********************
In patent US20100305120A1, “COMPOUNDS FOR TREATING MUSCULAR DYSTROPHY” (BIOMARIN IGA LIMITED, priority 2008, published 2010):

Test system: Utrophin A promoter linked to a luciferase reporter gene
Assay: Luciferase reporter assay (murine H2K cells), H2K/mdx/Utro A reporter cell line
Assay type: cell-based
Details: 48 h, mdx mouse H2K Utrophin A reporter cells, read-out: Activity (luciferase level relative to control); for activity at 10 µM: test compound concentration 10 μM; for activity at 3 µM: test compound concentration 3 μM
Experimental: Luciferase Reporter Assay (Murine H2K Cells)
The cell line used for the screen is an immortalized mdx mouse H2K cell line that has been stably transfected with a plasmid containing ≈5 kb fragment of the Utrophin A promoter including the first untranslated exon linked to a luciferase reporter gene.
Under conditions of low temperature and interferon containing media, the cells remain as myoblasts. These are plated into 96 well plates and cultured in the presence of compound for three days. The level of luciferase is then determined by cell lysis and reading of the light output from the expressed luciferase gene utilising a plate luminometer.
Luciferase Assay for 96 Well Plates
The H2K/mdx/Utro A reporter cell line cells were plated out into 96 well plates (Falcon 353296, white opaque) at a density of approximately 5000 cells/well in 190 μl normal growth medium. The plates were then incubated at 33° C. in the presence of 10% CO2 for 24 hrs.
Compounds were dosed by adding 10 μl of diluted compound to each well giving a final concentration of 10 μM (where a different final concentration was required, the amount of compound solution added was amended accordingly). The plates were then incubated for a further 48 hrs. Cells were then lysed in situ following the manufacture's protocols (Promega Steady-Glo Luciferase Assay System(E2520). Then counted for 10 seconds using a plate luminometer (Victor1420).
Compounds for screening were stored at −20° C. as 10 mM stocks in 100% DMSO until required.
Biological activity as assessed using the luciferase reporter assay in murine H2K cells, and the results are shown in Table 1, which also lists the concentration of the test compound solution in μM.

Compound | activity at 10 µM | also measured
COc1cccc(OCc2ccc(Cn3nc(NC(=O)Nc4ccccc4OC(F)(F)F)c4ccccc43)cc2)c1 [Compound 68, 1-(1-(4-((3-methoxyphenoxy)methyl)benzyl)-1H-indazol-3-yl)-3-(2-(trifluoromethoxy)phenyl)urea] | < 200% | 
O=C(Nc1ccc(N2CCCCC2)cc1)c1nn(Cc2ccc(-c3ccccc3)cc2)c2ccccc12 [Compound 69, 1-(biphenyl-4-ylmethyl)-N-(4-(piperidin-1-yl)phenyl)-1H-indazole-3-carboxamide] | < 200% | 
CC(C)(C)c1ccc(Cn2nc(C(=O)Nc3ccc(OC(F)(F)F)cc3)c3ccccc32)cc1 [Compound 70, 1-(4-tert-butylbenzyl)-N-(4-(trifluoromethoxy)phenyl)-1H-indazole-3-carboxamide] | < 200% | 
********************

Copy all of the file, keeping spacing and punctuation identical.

In patent US20100305120A1, “COMPOUNDS FOR TREATING MUSCULAR DYSTROPHY” (BIOMARIN IGA LIMITED, priority 2008, published 2010):

Test system: Utrophin A promoter linked to a luciferase reporter gene
Assay: Luciferase reporter assay (murine H2K cells), H2K/mdx/Utro A reporter cell line
Assay type: cell-based
Details: 48 h, mdx mouse H2K Utrophin A reporter cells, read-out: Activity (luciferase level relative to control); for activity at 10 µM: test compound concentration 10 μM; for activity at 3 µM: test compound concentration 3 μM
Experimental: Luciferase Reporter Assay (Murine H2K Cells)
The cell line used for the screen is an immortalized mdx mouse H2K cell line that has been stably transfected with a plasmid containing ≈5 kb fragment of the Utrophin A promoter including the first untranslated exon linked to a luciferase reporter gene.
Under conditions of low temperature and interferon containing media, the cells remain as myoblasts. These are plated into 96 well plates and cultured in the presence of compound for three days. The level of luciferase is then determined by cell lysis and reading of the light output from the expressed luciferase gene utilising a plate luminometer.
Luciferase Assay for 96 Well Plates
The H2K/mdx/Utro A reporter cell line cells were plated out into 96 well plates (Falcon 353296, white opaque) at a density of approximately 5000 cells/well in 190 μl normal growth medium. The plates were then incubated at 33° C. in the presence of 10% CO2 for 24 hrs.
Compounds were dosed by adding 10 μl of diluted compound to each well giving a final concentration of 10 μM (where a different final concentration was required, the amount of compound solution added was amended accordingly). The plates were then incubated for a further 48 hrs. Cells were then lysed in situ following the manufacture's protocols (Promega Steady-Glo Luciferase Assay System(E2520). Then counted for 10 seconds using a plate luminometer (Victor1420).
Compounds for screening were stored at −20° C. as 10 mM stocks in 100% DMSO until required.
Biological activity as assessed using the luciferase reporter assay in murine H2K cells, and the results are shown in Table 1, which also lists the concentration of the test compound solution in μM.

Compound | activity at 10 µM | also measured
COc1cccc(OCc2ccc(Cn3nc(NC(=O)Nc4ccccc4OC(F)(F)F)c4ccccc43)cc2)c1 [Compound 68, 1-(1-(4-((3-methoxyphenoxy)methyl)benzyl)-1H-indazol-3-yl)-3-(2-(trifluoromethoxy)phenyl)urea] | < 200% | 
O=C(Nc1ccc(N2CCCCC2)cc1)c1nn(Cc2ccc(-c3ccccc3)cc2)c2ccccc12 [Compound 69, 1-(biphenyl-4-ylmethyl)-N-(4-(piperidin-1-yl)phenyl)-1H-indazole-3-carboxamide] | < 200% | 
CC(C)(C)c1ccc(Cn2nc(C(=O)Nc3ccc(OC(F)(F)F)cc3)c3ccccc32)cc1 [Compound 70, 1-(4-tert-butylbenzyl)-N-(4-(trifluoromethoxy)phenyl)-1H-indazole-3-carboxamide] | < 200% | 